The accident review revealed that Wheldon's path on the lower portion of the racetrack was blocked by the multi-car crash he was approaching. The No. 77 car became airborne and ultimately impacted a vertical post of the track fencing. The pole intruded the cockpit, and the impact with the driver's helmeted head produced non-survivable blunt force trauma.
The response to the scene by INDYCAR's Holmatro Safety Team was rapid and decisive, according to the review.
INDYCAR analyzed data from the accident data recorders carried on board each race car involved in the crash, the on-board data acquisition system from teams, timing and scoring data, video, still photographs, physical evidence and eyewitness reports from participants. Third-party experts with Indianapolis-based Wolf Technical Services provided independent assurance that the investigation protocol, evidence examined and reviewed, and the conclusions reached are consistent and appropriate to standard scientific and engineering investigation methods.
Examination of video of the incident demonstrates normal "pack racing" that is common on high-banked ovals. However, there was almost unlimited movement on the track surface under race conditions not previously experienced that is attributed to track geometry beyond banking. Such freedom of movement outside of normal racing grooves not only increased the probability for car-to-car contact, but made it more difficult for drivers to predict the movement of other drivers. As a result, the opportunity for this incident was increased.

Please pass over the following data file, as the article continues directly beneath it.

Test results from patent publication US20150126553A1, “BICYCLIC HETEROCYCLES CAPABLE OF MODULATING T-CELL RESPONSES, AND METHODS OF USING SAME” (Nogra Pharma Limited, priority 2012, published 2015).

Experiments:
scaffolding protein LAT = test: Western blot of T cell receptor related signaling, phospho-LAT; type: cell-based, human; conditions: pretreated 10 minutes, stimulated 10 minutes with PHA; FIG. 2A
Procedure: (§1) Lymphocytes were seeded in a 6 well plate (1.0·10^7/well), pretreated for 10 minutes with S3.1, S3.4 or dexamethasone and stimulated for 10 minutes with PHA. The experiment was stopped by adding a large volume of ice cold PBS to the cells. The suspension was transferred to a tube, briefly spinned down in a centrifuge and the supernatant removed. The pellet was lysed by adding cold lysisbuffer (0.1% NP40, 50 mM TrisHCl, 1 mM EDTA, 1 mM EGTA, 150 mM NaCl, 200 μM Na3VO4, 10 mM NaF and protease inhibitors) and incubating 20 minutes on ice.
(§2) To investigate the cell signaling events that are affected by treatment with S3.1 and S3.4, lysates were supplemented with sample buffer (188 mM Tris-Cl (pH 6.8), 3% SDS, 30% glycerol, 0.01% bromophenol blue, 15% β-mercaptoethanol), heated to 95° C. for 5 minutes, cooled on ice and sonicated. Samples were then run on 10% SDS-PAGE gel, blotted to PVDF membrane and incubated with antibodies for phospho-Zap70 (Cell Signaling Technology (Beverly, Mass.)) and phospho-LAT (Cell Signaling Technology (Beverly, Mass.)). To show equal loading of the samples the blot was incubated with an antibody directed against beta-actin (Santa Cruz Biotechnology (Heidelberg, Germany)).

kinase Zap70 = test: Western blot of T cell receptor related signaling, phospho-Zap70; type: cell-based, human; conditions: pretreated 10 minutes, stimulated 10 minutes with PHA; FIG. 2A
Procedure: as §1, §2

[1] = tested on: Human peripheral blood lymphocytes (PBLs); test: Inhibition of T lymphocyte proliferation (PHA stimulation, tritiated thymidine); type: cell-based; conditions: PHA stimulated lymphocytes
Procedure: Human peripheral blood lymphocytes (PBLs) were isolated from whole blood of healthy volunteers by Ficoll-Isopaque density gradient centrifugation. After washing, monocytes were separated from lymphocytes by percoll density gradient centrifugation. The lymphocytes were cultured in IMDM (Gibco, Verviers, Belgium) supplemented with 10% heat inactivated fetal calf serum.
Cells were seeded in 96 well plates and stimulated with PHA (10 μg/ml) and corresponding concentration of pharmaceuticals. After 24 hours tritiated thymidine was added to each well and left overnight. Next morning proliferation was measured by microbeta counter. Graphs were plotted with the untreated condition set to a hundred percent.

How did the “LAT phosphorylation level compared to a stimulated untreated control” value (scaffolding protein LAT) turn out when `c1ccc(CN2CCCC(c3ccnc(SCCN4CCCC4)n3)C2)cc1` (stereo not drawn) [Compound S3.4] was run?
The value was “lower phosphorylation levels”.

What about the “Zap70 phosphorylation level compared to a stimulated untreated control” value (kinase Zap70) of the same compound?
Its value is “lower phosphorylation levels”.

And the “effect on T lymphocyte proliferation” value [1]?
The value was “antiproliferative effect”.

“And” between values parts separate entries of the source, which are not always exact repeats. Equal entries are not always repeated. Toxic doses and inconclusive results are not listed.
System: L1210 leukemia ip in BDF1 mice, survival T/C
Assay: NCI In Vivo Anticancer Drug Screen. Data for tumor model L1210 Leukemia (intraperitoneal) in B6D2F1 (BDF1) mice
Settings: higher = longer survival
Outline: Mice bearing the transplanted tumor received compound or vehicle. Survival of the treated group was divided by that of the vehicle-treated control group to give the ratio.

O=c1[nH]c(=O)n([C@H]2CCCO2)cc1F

While this incident could have occurred at any track at any time, the dynamic of the current car and the overall track geometry at Las Vegas Motor Speedway under race conditions appears to have been one of the contributing factors in this incident.
The 34-car starting field was determined to be acceptable based on factors such as length and width of the racetrack and pit space capability. This incident and its consequences could have occurred with any size starting field at any track.
"INDYCAR's commitment to safety was enhanced by Dan Wheldon's testing throughout 2011 of the new car to be used by INDYCAR in 2012," said Randy Bernard, CEO, INDYCAR. "The 2012 IZOD IndyCar Series season ushers in an era of a new race car and the opportunity for continued safety advancements. Dan Wheldon was instrumental in the testing and development of this new car and the safety innovations that it represents. We are thankful for his efforts and commitment to racing."
The 2012 Dallara Automobili chassis enhances safety components such as side intrusion panels and wheel tethers. The cockpit is longer and wider than the decommissioned monocoque, which allows for additional padding underneath and behind the driver. Also, a "floating headrest" works in conjunction with the mandatory FHR (Frontal Head Restraint) attached to the helmet. Driver positioning allows for better sightlines.
From Amy Konrath, INDYCAR